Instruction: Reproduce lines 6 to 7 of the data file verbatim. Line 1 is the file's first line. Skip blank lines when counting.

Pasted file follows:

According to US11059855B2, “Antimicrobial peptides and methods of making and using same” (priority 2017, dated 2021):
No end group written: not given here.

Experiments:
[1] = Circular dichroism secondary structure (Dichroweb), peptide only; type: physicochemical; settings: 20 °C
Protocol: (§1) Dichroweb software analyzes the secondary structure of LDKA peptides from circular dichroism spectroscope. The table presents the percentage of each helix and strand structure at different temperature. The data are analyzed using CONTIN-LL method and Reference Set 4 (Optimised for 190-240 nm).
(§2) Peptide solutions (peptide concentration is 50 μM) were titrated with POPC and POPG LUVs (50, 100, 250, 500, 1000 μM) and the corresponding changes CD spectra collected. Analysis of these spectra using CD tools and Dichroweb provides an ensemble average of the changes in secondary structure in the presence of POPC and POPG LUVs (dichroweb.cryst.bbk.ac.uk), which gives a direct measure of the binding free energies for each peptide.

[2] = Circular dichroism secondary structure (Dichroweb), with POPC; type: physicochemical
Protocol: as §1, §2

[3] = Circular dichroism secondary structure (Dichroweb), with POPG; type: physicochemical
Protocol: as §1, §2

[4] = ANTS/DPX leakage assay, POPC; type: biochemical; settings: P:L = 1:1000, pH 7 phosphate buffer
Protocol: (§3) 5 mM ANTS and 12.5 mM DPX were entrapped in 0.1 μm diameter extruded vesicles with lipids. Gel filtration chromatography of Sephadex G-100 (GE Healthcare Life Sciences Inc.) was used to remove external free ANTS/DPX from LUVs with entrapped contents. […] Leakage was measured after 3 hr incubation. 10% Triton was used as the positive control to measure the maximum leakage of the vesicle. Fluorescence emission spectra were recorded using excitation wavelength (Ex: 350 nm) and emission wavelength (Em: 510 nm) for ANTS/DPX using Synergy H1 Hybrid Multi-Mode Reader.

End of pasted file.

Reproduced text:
(§2) Peptide solutions (peptide concentration is 50 μM) were titrated with POPC and POPG LUVs (50, 100, 250, 500, 1000 μM) and the corresponding changes CD spectra collected. Analysis of these spectra using CD tools and Dichroweb provides an ensemble average of the changes in secondary structure in the presence of POPC and POPG LUVs (dichroweb.cryst.bbk.ac.uk), which gives a direct measure of the binding free energies for each peptide.

[2] = Circular dichroism secondary structure (Dichroweb), with POPC; type: physicochemical